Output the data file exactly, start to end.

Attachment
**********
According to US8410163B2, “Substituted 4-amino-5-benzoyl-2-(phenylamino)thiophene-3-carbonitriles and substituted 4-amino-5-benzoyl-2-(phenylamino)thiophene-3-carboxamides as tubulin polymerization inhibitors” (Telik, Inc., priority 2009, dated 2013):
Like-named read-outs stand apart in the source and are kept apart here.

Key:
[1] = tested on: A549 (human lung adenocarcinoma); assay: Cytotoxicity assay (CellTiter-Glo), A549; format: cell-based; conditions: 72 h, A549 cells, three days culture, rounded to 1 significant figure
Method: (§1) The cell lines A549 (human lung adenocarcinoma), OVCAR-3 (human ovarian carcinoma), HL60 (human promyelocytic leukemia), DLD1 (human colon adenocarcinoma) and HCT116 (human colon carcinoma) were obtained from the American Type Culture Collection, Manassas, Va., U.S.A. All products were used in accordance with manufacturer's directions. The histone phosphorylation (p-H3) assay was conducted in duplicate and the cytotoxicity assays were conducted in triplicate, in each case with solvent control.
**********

According to US8410163B2, “Substituted 4-amino-5-benzoyl-2-(phenylamino)thiophene-3-carbonitriles and substituted 4-amino-5-benzoyl-2-(phenylamino)thiophene-3-carboxamides as tubulin polymerization inhibitors” (Telik, Inc., priority 2009, dated 2013):
Like-named read-outs stand apart in the source and are kept apart here.

Key:
[1] = tested on: A549 (human lung adenocarcinoma); assay: Cytotoxicity assay (CellTiter-Glo), A549; format: cell-based; conditions: 72 h, A549 cells, three days culture, rounded to 1 significant figure
Method: (§1) The cell lines A549 (human lung adenocarcinoma), OVCAR-3 (human ovarian carcinoma), HL60 (human promyelocytic leukemia), DLD1 (human colon adenocarcinoma) and HCT116 (human colon carcinoma) were obtained from the American Type Culture Collection, Manassas, Va., U.S.A. All products were used in accordance with manufacturer's directions. The histone phosphorylation (p-H3) assay was conducted in duplicate and the cytotoxicity assays were conducted in triplicate, in each case with solvent control.